What people don’t know about being a Dr’s Patient

Sunday, July 12, 2015

 

You might not realize this, but being a Dr’s patient means that we have to provide them with enough information in order to be diagnosed, treated, or even heard. We’re essentially consumers, and they’re providers of services and goods… all be it, medical treatments and medications (if needed – and the correct ones!)

It could be compared to joining a dating site but not filling out all of the vital information in which to find a proper date.

You cannot go in to your Dr and simply say, “I can’t sleep, have no appetite, and get dizzy.” You have to give them parameters in which to gauge not only what is causing it, but when it is happening, how often, under what circumstances, and then judge by their medical knowledge ALL of the many things that it could be related to – way before diagnosing you or ordering the correct tests for what you’re going through in order to even start any sort of treatment plan.

“I can’t sleep” could mean many things. It could mean you’re having trouble falling asleep or staying asleep. It could mean you have insomnia. It could mean you have restless legs syndrome or neurological distress like ‘anxiety’, ‘panic attacks’, adrenal issues, etc.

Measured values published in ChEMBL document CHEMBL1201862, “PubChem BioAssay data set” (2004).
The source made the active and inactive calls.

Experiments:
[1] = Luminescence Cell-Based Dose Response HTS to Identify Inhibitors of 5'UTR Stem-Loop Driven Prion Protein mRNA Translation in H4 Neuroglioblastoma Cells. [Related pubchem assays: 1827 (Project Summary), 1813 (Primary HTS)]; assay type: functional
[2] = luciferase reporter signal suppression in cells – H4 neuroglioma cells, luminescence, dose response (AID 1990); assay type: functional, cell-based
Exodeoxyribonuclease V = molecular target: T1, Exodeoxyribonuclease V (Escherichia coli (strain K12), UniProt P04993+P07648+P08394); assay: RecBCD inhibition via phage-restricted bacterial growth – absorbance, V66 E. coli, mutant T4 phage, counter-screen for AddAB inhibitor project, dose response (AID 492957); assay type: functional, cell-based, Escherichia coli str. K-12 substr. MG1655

“I have no appetite” could mean many things. It could mean that you’re more often than not, not hungry. It could mean your taste pallet has been altered and you no longer like the foods you’re used to eating. I could mean that you’re having intestinal or stomach pain or constipation.

“I get dizzy” could many many things too. It could mean that you’re having vision issues, ear – nose – or throat inflammation, or even neck bone or shoulder muscle pains/swelling. It could also mean you’re having vertigo – which is not exactly the same as dizziness.

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Many traumatic brain injury survivors (as well as post-concussion survivors) have many similar symptoms but cannot accurately describe when/why/how often/ or what is causing them. It is impossible for our Dr’s to know exactly what’s going on with very vague information that we can give them.

With amnesia (or any other memory loss issues) it is VERY hard to keep track of even the most minor to major issues we keep having medically. Even more so, it is harder to accurately describe how our lives have altered due to the medical, emotional, and day-to-day changes we’ve experienced and are still going through.

In short, our medical healthcare providers can ONLY do their jobs with as much information from us patients as possible. This is true for medical care, psychology, psychiatry, physical rehab, and so many other forms of the medical fields we utilize to improve our overall health and wellness (aka: our quality of living life.)